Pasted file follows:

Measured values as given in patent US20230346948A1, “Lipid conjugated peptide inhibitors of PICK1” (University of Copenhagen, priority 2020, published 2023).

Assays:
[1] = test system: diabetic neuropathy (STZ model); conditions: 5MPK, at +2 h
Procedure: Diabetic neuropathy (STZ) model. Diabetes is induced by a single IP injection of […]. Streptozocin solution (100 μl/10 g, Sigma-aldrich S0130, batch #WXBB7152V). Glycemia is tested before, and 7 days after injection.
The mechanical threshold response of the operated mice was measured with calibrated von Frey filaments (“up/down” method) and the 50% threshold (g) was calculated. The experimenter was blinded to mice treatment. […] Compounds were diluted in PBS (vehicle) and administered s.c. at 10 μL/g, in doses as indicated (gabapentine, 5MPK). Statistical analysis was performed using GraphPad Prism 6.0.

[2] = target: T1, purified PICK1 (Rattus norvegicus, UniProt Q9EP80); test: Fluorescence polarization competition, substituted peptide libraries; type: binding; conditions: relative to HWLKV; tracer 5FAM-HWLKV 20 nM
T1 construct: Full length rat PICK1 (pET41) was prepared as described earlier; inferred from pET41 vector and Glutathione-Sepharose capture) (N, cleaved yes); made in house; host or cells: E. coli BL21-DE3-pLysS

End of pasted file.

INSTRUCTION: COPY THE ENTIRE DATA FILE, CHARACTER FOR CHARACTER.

Measured values as given in patent US20230346948A1, “Lipid conjugated peptide inhibitors of PICK1” (University of Copenhagen, priority 2020, published 2023).

Assays:
[1] = test system: diabetic neuropathy (STZ model); conditions: 5MPK, at +2 h
Procedure: Diabetic neuropathy (STZ) model. Diabetes is induced by a single IP injection of […]. Streptozocin solution (100 μl/10 g, Sigma-aldrich S0130, batch #WXBB7152V). Glycemia is tested before, and 7 days after injection.
The mechanical threshold response of the operated mice was measured with calibrated von Frey filaments (“up/down” method) and the 50% threshold (g) was calculated. The experimenter was blinded to mice treatment. […] Compounds were diluted in PBS (vehicle) and administered s.c. at 10 μL/g, in doses as indicated (gabapentine, 5MPK). Statistical analysis was performed using GraphPad Prism 6.0.

[2] = target: T1, purified PICK1 (Rattus norvegicus, UniProt Q9EP80); test: Fluorescence polarization competition, substituted peptide libraries; type: binding; conditions: relative to HWLKV; tracer 5FAM-HWLKV 20 nM
T1 construct: Full length rat PICK1 (pET41) was prepared as described earlier; inferred from pET41 vector and Glutathione-Sepharose capture) (N, cleaved yes); made in house; host or cells: E. coli BL21-DE3-pLysS